Recently at The Miquon School, first graders were very keen on making food. The teachers saw this passion as an opportunity to build on their students’ food-related curiosity with a new unit that would touch on many first-grade level skills and concepts.
“When asked if they would like to make their own real restaurant, the children’s response was an enthusiastic one,” explained Ben Coleman, first grade teacher.
What emerged from this passion was a cross-curricular study, including math, measuring, spatial work, number sense, writing, planning, and the science of baking and cooking.
As plans began to form, the group used the essential question, “What do people do in restaurants?” to focus their research.
It was agreed the restaurant would be named the Wolves’ Den, and several children prepared large-scale paintings for the space. Next the first graders estimated they would have 50 patrons on the day of operation.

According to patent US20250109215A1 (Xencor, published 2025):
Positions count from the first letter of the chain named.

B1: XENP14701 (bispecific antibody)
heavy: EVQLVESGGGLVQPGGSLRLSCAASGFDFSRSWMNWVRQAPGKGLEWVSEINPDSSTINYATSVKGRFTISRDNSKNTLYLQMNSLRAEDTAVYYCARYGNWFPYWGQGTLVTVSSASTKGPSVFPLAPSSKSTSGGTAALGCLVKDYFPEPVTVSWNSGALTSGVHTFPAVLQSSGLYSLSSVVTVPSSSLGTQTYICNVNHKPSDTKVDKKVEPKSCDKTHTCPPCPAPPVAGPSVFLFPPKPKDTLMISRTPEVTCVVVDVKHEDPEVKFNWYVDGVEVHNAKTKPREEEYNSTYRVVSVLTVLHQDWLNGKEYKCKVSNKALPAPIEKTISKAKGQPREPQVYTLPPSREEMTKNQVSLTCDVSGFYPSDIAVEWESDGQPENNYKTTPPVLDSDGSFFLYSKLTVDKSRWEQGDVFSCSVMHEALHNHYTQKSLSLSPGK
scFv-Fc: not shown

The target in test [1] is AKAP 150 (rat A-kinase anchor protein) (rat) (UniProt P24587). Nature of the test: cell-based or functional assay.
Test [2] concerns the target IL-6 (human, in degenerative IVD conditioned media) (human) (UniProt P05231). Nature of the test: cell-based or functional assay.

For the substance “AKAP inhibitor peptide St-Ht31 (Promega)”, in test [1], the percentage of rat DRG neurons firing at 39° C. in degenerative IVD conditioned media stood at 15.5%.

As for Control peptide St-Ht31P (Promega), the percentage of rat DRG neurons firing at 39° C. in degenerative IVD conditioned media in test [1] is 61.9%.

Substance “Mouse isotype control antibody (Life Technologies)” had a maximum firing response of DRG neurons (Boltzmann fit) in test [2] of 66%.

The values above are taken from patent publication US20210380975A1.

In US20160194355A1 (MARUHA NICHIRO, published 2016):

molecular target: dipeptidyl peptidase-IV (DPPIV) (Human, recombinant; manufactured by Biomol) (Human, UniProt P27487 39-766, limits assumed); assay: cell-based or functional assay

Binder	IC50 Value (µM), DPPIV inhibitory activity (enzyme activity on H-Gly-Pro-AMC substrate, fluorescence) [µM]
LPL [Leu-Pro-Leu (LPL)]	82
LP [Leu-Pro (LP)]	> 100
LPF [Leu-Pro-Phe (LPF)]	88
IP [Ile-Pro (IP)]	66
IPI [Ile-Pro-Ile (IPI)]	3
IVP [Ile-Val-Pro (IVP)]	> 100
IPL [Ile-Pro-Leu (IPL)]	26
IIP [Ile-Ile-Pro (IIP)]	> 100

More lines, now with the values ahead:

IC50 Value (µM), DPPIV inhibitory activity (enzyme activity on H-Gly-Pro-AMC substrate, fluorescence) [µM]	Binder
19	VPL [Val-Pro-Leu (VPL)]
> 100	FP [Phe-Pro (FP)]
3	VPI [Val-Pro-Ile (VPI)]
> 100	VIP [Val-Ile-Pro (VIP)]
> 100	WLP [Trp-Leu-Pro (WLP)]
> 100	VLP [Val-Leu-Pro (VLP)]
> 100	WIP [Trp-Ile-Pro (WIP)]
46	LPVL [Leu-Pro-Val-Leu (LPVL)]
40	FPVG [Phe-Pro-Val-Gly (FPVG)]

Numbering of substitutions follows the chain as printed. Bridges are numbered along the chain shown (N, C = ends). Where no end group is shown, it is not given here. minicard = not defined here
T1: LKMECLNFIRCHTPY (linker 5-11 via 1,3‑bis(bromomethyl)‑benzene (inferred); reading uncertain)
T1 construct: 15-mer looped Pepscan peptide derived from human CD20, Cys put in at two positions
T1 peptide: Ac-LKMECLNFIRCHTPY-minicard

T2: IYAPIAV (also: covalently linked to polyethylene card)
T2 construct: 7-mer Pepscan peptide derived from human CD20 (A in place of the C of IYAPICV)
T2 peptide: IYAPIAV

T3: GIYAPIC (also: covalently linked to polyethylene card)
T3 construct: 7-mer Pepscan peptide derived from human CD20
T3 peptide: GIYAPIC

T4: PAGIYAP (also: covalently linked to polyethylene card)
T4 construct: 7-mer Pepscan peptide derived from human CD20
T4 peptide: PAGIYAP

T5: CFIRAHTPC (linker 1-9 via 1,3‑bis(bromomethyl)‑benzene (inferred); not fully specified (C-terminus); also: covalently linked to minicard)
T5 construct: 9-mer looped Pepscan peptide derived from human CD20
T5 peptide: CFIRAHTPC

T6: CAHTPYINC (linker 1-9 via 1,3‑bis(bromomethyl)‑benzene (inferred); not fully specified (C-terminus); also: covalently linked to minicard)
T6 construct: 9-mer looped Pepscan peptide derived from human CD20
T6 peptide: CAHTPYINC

Following this, the children tried to split 50 into three groups. Using Unifix cubes, they worked through the math and determined there would be two groups of 17 and one group of 16.
When the restaurant opened, the children played the roles of the chef, dishwashers, and wait staff all working to prepare and serve the various pizzas available on the menu. Servers took orders on cards that were easy for first graders to read and user-friendly for cashiers calculating the cost of each meal.
The following day, the children counted the earnings, tallied the most popular menu items, and used graphing activities to portray results.
During the restaurant study, teachers integrated grade-level benchmarks for speaking clearly (in welcoming and seating guests at tables), listening and writing using letter sounds (when taking food orders), reading using sight words (when reading the orders), and adding and subtracting the cost of the meal using place value.
“It was both the culmination and the application of all the skills they learned,” said Rossana Zapf.